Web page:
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Ani DiFranco Finds New Wrinkles In Mate, Motherhood

Of the Oakland Press

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Domestic bliss wears well on Ani DiFranco.

For nearly 20 years, the Buffalo-born "urban folk" singer-songwriter was a walking, singing, playing embodiment of a pop music iconoclast, a fiercely independent artist who started her own record company, Righteous Babe, in order to maintain a level of autonomy she would never get anywhere else. And because of that DiFranco has been able to make her music unpredictable and, therefore, all the more interesting over the course of 17 studio albums as well as a number of live sets.

The new "Red Letter Year" is no less ambitious, but the title refers to the different life space in which DiFranco finds herself. She's in love -- with co-producer Mike Napolitano, who's lured her to New Orleans to make their home with 21-month-old daughter Petah Lucia. "There's been a lot of changes in my life," notes DiFranco, 38, who met Napolitano a decade ago and built their relationship during the intervening years.

"I'm a mom now. I live in New Orleans. I have a new band, a new crew of people I'm working with. But I really feel like (Napolitano) was the catalyst for all of that change, sort of bringing me back to my happier self."

And while many singer-songwriters seem to require angst to create, DiFranco says that she discovered that this recent plethora of positivity provides its own kind of muse.

"I really know happiness to be a very driving force, a motivating factor," she explains. "I feel like I do my best work when I'm happy. I think my clearest thoughts and I can write them down that way."

The challenge, DiFranco says, is balancing creative time with parenting duties.

"The baby, though she contributes a lot to my happiness factor, she also takes away from my writing time -- without apology," says DiFranco, who takes Petah on the road, with Napolitano frequently joining them. "That's something I didn't really anticipate; I thought, 'Oh, I'll write when she's napping...I didn't realize how much creative energy it takes from you just to be raising a kid.

"So the writing has definitely slowed up, but I'm trying not to resist it. For so many years I devoted all my energy to my work, this is a different adventure, in a welcome way."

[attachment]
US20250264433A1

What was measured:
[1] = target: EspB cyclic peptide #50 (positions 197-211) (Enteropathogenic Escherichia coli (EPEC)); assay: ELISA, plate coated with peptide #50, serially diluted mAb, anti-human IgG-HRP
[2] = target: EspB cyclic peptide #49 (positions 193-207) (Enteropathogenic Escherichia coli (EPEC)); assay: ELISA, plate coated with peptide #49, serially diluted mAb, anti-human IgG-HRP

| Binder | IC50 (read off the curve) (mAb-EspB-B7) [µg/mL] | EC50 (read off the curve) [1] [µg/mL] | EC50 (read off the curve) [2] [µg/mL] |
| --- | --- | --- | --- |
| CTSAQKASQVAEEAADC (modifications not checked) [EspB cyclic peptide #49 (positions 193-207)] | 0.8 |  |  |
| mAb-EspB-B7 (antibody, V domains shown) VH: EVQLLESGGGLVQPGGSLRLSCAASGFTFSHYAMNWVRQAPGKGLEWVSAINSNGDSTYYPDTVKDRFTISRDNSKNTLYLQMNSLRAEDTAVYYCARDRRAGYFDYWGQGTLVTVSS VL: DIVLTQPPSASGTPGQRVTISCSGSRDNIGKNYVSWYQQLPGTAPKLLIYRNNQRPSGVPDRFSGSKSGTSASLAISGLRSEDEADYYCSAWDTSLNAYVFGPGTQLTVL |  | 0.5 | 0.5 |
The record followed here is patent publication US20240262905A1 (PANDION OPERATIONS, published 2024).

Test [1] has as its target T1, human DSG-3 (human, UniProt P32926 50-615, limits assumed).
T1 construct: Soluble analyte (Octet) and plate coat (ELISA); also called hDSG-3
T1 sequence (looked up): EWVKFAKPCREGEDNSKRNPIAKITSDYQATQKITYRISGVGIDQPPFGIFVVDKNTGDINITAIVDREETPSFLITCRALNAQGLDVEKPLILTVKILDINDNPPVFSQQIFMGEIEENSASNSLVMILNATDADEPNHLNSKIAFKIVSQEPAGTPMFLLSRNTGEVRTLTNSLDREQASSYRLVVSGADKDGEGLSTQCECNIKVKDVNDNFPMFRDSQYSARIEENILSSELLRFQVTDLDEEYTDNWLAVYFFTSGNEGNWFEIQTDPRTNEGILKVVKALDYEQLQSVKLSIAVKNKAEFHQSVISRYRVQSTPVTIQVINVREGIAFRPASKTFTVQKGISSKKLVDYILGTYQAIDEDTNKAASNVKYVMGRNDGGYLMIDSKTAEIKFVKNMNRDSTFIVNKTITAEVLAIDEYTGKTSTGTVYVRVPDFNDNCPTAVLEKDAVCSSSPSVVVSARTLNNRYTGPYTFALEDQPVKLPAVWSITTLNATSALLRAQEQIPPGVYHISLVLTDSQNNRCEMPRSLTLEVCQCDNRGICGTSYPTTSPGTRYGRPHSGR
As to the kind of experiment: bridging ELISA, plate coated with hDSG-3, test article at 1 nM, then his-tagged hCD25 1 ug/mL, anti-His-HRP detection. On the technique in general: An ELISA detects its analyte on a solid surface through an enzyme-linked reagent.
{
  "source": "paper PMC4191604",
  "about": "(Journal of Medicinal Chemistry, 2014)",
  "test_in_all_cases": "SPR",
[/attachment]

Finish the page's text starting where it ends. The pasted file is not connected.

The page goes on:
Making "Red Letter Day" with Napolitano, her first-ever co-producer, was also a different venture for DiFranco. Where her inclination has long been "to get everybody set up in one room and just play," she describes Napolitano, who also worked on her 2006 album "Reprieve," as "very end-result focused" and more exacting, paying more attention to drum sounds and guitar tones. "It definitely took some getting used to," DiFranco acknowledges, but she ultimately decided "to just defer and follow him down blind alleys and trust in his process and see what happened.

"I found myself sort of kicking back and being an artist and just not thinking about anything else, which was different and great," she says. "I'm sort of proud of myself at how much I did that, and I think the album really benefited from it, and from him."

DiFranco, who also oversees the careers of several other artists on the Righteous Babe label, says she's certainly interested in pursing that process again on her next album. But she quickly adds that the needs of baby Petah make it impossible to predict when that might occur.

"I have a couple songs that I'm sort of finishing, finally -- the first new songs, really, since" finishing "Red Letter Year," DiFranco says. "That's very slow for me, and I'm just itching to get something new...so I don't get bored on stage. But I can't have that furious pace I've always worked with. It's the same process now -- just a little more complicated."

Ani DiFranco and Ryan Montbleau perform Tuesday (Oct. 7) at the Royal Oak Music Thteatre,318 W. Fourth St. Doors open at 7 p.m. Tickets are $35. Call (248) 399-2980 or visit www.royaloakmusictheatre.com.

Web Site: www.royalaoakmusictheatre.com

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